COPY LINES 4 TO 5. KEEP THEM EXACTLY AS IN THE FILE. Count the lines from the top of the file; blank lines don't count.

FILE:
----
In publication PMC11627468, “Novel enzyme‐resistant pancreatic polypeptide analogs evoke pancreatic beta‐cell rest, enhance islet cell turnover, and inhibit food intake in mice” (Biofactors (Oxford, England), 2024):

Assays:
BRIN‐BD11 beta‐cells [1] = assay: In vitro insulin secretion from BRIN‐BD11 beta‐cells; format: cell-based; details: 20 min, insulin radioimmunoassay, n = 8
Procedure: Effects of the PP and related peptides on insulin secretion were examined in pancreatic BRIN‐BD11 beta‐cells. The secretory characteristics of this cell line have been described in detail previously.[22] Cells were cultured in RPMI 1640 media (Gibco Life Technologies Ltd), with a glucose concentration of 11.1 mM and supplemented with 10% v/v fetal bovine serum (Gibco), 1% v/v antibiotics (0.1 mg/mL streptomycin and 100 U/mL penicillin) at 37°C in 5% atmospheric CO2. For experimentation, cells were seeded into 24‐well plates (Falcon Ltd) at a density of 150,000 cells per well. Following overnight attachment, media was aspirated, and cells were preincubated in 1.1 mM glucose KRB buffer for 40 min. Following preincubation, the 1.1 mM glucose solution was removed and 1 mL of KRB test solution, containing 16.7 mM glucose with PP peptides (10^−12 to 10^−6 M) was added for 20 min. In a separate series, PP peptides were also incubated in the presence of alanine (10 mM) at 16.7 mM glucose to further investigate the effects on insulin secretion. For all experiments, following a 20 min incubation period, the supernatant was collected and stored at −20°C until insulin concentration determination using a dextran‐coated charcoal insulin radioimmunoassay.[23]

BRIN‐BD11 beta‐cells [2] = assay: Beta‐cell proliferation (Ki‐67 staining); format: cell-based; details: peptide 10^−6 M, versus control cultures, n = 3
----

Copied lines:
Procedure: Effects of the PP and related peptides on insulin secretion were examined in pancreatic BRIN‐BD11 beta‐cells. The secretory characteristics of this cell line have been described in detail previously.[22] Cells were cultured in RPMI 1640 media (Gibco Life Technologies Ltd), with a glucose concentration of 11.1 mM and supplemented with 10% v/v fetal bovine serum (Gibco), 1% v/v antibiotics (0.1 mg/mL streptomycin and 100 U/mL penicillin) at 37°C in 5% atmospheric CO2. For experimentation, cells were seeded into 24‐well plates (Falcon Ltd) at a density of 150,000 cells per well. Following overnight attachment, media was aspirated, and cells were preincubated in 1.1 mM glucose KRB buffer for 40 min. Following preincubation, the 1.1 mM glucose solution was removed and 1 mL of KRB test solution, containing 16.7 mM glucose with PP peptides (10^−12 to 10^−6 M) was added for 20 min. In a separate series, PP peptides were also incubated in the presence of alanine (10 mM) at 16.7 mM glucose to further investigate the effects on insulin secretion. For all experiments, following a 20 min incubation period, the supernatant was collected and stored at −20°C until insulin concentration determination using a dextran‐coated charcoal insulin radioimmunoassay.[23]

BRIN‐BD11 beta‐cells [2] = assay: Beta‐cell proliferation (Ki‐67 staining); format: cell-based; details: peptide 10^−6 M, versus control cultures, n = 3